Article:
KDP and Self-Publishing – A Noob’s Guide Part 2

(C)A L Butcher

More helpful info on publishing on Amazon’s KDP forum:

Creating an account:

Already have an Amazon.com Account?

Sign-in to Kindle Direct Publishing (KDP) with your existing Amazon username and password.  (This can be found via the link at the BOTTOM of the homepage.


Don’t have an Amazon Account?

Click “Sign up” from the KDP homepage, provide your email address and select “I am a new customer.”  Enter your first and last name, and a secure password.

REMEMBER THESE DETAILS!  If you need to contact support they will ONLY respond to the email you provided when you set up the account or attached to the account if you have changed it. Sometimes people accidentally log in with a new account – this means not only will you not be able to see your bookshelf, your reports etc. but you are actually breaking the TOS. You are only allowed ONE KDP account. One. If you do accidentally create a second account then contact support and explain – ask them to remove it. People have had their accounts terminated for multiple accounts.

You MUST provide your legal name and address when you set it up. This is for tax purposes and payment purposes. Even if you decide to use a pen name you have to provide your real name (more about pen names in a little bit). Don’t forget this is a LEGAL contract. You must declare any earnings to your country’s tax office, and unless you want to get stung for 30% with-holding to the US IRS you must provide an EIN or your relevant tax codes. This is a rule for any business that sells in the States – not just Amazon. They have no choice.  It is also the case for Createspace, ACX, Smashwords, Lulu and any other publishing platform. In fact, if you were selling books via your website you’d still have to legally provide this. Of course – if you don’t that is your business – but don’t say you haven’t been warned.

You can access your account details -if you move house/change banks etc) by clicking on ‘Bob’s Account’ or whatever your name might be.

https://kdp.amazon.com/help?topicId=AE2UUB8RKZIHN – tax information

https://kdp.amazon.com/help?topicId=A1OYOT0ESBAU69 – account help

Pen names:

Once you have set up an account, registered your tax number, bank account etc and are ready to publish you can select a DIFFERENT author name if you wish to publish as M Mouse or D Duck.  The first tab you see on your KDP page is BOOKSHELF. This is where you upload your manuscript, cover art, and set the metadata.  CREATE A NEW TITLE then follow the steps. If you do wish to use a pen name simply add in the required name – this will attach to your author page and should match the book cover.  You can have up to three author pages. Some people like to do this for different genres.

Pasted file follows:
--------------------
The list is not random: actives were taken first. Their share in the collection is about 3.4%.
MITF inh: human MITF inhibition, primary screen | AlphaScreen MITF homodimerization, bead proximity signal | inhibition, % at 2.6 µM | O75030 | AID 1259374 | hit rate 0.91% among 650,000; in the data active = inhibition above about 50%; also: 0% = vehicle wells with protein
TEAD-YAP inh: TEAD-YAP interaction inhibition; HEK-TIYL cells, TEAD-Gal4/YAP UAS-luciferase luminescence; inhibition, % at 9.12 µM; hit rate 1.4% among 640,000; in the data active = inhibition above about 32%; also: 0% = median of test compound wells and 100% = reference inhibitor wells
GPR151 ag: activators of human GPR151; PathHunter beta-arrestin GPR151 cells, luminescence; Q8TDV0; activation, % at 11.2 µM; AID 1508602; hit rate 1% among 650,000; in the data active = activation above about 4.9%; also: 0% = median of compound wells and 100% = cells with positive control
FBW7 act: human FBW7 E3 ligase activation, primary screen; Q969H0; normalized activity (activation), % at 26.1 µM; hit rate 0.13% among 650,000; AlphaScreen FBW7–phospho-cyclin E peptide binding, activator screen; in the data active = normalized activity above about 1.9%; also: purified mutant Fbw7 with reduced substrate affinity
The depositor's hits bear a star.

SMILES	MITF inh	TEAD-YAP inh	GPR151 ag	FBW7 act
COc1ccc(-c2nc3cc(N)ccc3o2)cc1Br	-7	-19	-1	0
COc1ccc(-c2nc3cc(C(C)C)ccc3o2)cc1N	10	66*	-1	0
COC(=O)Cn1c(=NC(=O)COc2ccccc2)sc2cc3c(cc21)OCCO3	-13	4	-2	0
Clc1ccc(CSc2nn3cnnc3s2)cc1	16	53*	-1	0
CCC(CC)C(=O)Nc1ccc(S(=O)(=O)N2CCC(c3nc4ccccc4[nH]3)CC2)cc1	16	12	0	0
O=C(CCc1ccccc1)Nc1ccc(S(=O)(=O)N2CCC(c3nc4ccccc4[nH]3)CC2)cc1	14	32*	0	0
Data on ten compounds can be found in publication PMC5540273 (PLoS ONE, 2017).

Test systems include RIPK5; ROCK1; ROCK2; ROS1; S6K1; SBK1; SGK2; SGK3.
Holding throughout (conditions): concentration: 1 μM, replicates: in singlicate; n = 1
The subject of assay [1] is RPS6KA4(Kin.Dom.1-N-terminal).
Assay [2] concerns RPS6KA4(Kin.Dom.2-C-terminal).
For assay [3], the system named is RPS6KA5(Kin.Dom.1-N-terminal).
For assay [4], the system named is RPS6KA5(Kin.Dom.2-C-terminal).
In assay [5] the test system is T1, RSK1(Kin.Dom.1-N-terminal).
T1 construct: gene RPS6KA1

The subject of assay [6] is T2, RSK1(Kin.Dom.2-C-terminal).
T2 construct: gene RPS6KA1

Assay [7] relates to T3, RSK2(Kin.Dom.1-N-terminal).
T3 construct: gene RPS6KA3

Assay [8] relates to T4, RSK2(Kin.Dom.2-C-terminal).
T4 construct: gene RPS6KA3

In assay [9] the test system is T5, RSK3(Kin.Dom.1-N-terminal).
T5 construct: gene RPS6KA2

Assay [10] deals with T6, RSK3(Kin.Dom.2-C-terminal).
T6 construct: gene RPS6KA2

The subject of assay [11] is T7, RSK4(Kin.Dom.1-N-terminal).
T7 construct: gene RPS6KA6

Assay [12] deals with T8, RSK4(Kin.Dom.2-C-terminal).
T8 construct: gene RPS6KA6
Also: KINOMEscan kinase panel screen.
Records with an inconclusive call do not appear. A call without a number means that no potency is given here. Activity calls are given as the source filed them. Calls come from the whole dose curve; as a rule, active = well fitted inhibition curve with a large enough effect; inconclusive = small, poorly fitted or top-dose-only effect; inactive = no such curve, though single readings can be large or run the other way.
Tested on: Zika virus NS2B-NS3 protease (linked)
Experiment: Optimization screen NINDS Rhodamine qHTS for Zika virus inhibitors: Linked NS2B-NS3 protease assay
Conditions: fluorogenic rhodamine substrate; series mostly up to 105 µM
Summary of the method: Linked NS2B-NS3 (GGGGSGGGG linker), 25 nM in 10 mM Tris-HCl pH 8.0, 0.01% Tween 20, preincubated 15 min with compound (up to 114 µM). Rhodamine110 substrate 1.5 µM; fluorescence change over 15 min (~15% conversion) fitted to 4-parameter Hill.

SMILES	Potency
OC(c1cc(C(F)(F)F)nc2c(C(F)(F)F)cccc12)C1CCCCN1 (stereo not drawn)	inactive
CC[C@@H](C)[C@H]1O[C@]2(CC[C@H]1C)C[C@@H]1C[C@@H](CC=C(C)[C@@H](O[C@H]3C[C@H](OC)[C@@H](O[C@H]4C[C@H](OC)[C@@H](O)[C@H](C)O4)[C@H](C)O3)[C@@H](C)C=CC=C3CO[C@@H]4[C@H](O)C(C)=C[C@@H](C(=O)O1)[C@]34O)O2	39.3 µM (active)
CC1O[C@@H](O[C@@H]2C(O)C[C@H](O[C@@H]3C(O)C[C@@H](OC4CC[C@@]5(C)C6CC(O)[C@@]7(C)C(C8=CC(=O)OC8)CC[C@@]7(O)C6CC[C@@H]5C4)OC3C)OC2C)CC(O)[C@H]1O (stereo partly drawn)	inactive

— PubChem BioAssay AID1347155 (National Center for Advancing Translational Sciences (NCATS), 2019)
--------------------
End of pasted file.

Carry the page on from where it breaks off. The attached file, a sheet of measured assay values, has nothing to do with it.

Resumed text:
If you co-write only ONE of you can have the book attached to your account, but the other authors can claim it via author central.

Author Central:


Author central is, basically, your author home page where readers can learn about you, see what other books you have and such like.  It’s worth setting up a page. (Annoyingly you have to do one per store….)

Don’t forget to claim your books by clicking on bibliography and the typing the ASIN or title of your book and the ‘this is my book’ when it brings up the correct one. Sometimes they automatically attach themselves, sometimes they don’t so it’s worth checking. You can direct fans to your author page. You can also view your recent reviews (see previous on reviews). Here’s mine –


Sales and Orders (again)

I went through this on the last post but I’ll say it again. If the sales you think you’ve had aren’t showing up then either you’re looking in the wrong place or they weren’t sales.

Ignore the graph – that’s ORDERS and collates them all. The reports state actual sales BY STORE. Most indies don’t sell a lot. Sad but true. There are millions of books on offer and it is very hard to get noticed. That said don’t be discouraged- with time, effort and patience your book will start to sell eventually. Decide why you write and what you want and measure success by that. Success is relative.  Be realistic – if you have one book then you may not ever sell that many, so write more, blog, do the marketing etc and go with it.

Most of the indies who make a decent living from their books have lots of books, have been in the business for ages and spend a lot of time promoting, blogging, interviewing etc. And some are just lucky.   I often see newbies coming on the forums upset because their book is not the latest bestseller. Honestly, they expected that? Every author hopes his or her book is the best thing ever but every book can’t be the best….

Let me tell you a story – when I was writing  Light Beyond Book I my mother was terminally ill with the cancer she’d fought for 18 years. The book was published in June and she passed away in September.  I probably published a bit early but I really wanted Mum to see it. Anyway, I produce the first edition (with the old cover) and took one to show her, hoping it would cheer her up. It did, of course. This was a woman who was in pain, knew she only had a few weeks left and was largely bedbound. Yet she smiled when she saw it. She told all the family, all the neighbours, all the carers. Everyone. It didn’t save her (nothing could by then) but it made her happy, and proud. It gave her something else to focus on. I’ll never forget the look on her face when she held the book. That, to me, is success. THAT makes it worth it. Success is relative.

Writing that book helped me through that awful time, and give me some something else to focus on as well. It gave me peace. Decide why you write – is it for yourself, for the story or to make money? If it’s option 3 you may well be disappointed, if it is option 1 or 2 then you won’t.